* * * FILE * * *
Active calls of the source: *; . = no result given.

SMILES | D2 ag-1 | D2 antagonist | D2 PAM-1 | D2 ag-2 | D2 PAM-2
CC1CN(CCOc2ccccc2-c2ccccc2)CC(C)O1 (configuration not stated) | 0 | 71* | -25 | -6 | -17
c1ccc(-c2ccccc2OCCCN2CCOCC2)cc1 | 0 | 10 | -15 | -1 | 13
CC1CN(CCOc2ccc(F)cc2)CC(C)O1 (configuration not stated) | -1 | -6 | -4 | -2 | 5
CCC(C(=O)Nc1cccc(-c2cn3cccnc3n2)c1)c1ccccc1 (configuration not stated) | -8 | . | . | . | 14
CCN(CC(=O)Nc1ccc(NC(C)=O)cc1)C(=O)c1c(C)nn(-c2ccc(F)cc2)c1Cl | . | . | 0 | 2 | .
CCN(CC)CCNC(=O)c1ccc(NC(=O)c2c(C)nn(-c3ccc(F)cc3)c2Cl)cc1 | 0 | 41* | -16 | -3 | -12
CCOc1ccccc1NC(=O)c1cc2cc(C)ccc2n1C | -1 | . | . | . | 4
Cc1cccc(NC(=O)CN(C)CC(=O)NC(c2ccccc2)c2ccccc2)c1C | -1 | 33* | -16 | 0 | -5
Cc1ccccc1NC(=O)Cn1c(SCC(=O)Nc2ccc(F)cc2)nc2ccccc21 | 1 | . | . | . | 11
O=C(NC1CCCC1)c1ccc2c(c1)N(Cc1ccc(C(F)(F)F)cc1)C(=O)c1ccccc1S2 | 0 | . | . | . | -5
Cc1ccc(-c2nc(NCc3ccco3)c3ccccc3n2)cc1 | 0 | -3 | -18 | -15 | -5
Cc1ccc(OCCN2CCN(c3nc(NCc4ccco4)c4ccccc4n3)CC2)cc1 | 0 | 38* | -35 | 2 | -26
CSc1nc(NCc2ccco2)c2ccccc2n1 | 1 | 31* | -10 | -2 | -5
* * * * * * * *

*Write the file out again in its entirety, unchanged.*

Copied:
Active calls of the source: *; . = no result given.

SMILES | D2 ag-1 | D2 antagonist | D2 PAM-1 | D2 ag-2 | D2 PAM-2
CC1CN(CCOc2ccccc2-c2ccccc2)CC(C)O1 (configuration not stated) | 0 | 71* | -25 | -6 | -17
c1ccc(-c2ccccc2OCCCN2CCOCC2)cc1 | 0 | 10 | -15 | -1 | 13
CC1CN(CCOc2ccc(F)cc2)CC(C)O1 (configuration not stated) | -1 | -6 | -4 | -2 | 5
CCC(C(=O)Nc1cccc(-c2cn3cccnc3n2)c1)c1ccccc1 (configuration not stated) | -8 | . | . | . | 14
CCN(CC(=O)Nc1ccc(NC(C)=O)cc1)C(=O)c1c(C)nn(-c2ccc(F)cc2)c1Cl | . | . | 0 | 2 | .
CCN(CC)CCNC(=O)c1ccc(NC(=O)c2c(C)nn(-c3ccc(F)cc3)c2Cl)cc1 | 0 | 41* | -16 | -3 | -12
CCOc1ccccc1NC(=O)c1cc2cc(C)ccc2n1C | -1 | . | . | . | 4
Cc1cccc(NC(=O)CN(C)CC(=O)NC(c2ccccc2)c2ccccc2)c1C | -1 | 33* | -16 | 0 | -5
Cc1ccccc1NC(=O)Cn1c(SCC(=O)Nc2ccc(F)cc2)nc2ccccc21 | 1 | . | . | . | 11
O=C(NC1CCCC1)c1ccc2c(c1)N(Cc1ccc(C(F)(F)F)cc1)C(=O)c1ccccc1S2 | 0 | . | . | . | -5
Cc1ccc(-c2nc(NCc3ccco3)c3ccccc3n2)cc1 | 0 | -3 | -18 | -15 | -5
Cc1ccc(OCCN2CCN(c3nc(NCc4ccco4)c4ccccc4n3)CC2)cc1 | 0 | 38* | -35 | 2 | -26
CSc1nc(NCc2ccco2)c2ccccc2n1 | 1 | 31* | -10 | -2 | -5